Four months after the taps turned off at a popular Colfax beer joint, a new owner has swooped in with a plan to fill the space back up.
Dallas-based Leon Capital Group bought the former Cheeky Monk restaurant and Lost Highway brewery at the corner of Colfax Avenue and Pearl Street last week for $3.75 million.
Bowen Hendrix, an associate with Leon Capital, said his firm plans to keep the building and bring in new retail tenants.
“We have been working in Denver for a while, and saw it as a great asset that we could redevelop,” he said.
The building measures about 8,000 square feet, according to Denver property records. It sits on a lot slight larger than a third of an acre that is zoned for up to eight stories.
Phil Kubat at Berkshire Hathaway Real Estate of the Rockies brokered the sale. He said he marketed the building in February, put it under contract in June and closed the deal last week.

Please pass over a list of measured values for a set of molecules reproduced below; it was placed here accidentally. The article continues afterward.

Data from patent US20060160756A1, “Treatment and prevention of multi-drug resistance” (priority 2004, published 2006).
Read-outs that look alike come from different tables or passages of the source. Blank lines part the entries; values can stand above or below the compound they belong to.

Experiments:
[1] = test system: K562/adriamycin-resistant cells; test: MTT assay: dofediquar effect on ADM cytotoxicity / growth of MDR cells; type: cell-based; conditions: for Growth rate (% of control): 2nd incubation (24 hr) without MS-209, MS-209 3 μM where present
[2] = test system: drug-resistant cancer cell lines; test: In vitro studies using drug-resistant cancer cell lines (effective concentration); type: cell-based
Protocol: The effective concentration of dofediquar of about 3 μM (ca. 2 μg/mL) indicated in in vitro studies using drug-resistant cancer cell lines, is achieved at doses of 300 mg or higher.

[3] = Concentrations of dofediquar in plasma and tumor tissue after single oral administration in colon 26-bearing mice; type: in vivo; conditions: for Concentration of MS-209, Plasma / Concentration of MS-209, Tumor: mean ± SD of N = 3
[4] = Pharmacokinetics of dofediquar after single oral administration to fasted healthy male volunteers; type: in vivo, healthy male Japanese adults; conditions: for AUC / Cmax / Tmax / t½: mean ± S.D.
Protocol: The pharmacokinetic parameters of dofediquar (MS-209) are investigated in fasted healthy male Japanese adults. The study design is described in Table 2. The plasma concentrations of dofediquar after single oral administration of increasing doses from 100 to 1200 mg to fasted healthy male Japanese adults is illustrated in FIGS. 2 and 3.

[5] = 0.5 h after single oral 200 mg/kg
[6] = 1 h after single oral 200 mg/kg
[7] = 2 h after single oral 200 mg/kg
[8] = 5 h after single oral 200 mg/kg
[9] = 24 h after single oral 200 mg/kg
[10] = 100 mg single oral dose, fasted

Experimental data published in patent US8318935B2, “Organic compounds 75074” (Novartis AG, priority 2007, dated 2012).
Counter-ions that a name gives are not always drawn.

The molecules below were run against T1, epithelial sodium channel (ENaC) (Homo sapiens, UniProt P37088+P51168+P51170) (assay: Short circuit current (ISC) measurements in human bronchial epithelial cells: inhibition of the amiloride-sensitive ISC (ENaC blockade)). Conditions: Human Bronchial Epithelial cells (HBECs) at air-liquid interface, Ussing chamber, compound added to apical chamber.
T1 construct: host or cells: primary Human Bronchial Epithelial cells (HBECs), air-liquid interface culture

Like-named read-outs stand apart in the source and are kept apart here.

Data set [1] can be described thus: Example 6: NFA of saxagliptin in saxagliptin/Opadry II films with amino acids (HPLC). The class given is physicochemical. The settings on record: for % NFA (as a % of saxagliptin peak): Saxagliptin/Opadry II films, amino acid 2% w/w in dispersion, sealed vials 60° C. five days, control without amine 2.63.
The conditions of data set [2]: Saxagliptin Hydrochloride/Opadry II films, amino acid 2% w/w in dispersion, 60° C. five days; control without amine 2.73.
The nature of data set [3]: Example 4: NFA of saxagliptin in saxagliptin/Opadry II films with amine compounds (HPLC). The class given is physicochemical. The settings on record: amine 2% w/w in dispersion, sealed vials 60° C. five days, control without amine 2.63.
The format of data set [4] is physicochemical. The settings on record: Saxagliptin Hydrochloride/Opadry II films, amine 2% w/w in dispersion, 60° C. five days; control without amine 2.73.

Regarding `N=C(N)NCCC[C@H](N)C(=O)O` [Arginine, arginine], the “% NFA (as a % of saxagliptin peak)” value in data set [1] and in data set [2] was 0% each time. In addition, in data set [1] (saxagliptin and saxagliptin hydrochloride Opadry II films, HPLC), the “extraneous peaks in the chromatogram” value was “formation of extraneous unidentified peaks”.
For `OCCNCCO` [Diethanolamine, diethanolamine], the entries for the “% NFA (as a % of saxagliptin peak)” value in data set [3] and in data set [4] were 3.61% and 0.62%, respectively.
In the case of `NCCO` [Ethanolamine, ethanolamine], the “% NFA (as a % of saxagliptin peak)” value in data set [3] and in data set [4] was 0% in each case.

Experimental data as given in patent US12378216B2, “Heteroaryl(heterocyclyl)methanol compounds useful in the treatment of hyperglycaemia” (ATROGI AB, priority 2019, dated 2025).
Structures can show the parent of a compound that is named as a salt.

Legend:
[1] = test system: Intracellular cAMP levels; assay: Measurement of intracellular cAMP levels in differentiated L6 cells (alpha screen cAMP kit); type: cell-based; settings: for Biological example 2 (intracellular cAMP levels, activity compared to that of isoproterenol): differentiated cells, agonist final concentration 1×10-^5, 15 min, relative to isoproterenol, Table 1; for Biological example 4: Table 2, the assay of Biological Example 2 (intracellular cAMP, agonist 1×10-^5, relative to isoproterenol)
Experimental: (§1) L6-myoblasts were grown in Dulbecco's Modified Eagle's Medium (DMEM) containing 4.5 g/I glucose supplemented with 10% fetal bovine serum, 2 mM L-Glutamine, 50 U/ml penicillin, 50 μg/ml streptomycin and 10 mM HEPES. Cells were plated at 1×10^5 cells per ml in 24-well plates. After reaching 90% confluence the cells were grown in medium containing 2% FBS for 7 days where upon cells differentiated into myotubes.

He looked at both retail real estate companies and major multifamily developers that might be interested in a larger, multi-story mixed use project. For the price of the land, however, he said developers would have needed to build pricy apartments to make the numbers work.
He also added that some of the developers he spoke too may have thought it was a little late in the cycle to build many more units.
“I got the feeling from some multifamily people that the horse is out of the barn on multifamily,” he said. “They liked the location enough to call on it and sniff around, but not enough to purchase.”
Beer has been flowing from the red brick building on the corner of Colfax and Pearl since at least 2007, when husband-and-wife James and Tina Pachorek first opened Cheeky Monk Belgian Beer Cafe. They added Lost Highway Brewing Co. in 2014.
The Pachoreks bought the building itself in 2013 for $1 million, city records show.
The Cheeky Monk closed over the summer. Lost Highway is still up and running for now, though Kubat said they are close to signing a lease on a place in Centennial a
The move will take Lost Highway off of its namesake street, however.
The Lost Highway is a nod to Colfax Ave., which lost its status as Denver’s main thoroughfare for travelers passing through when I-70 opened. One of the brewery’s flagship beers is its Longest, Wickedest Wit, another allusion to the avenue Playboy magazine once called the “Longest, Wickedest Street in America.”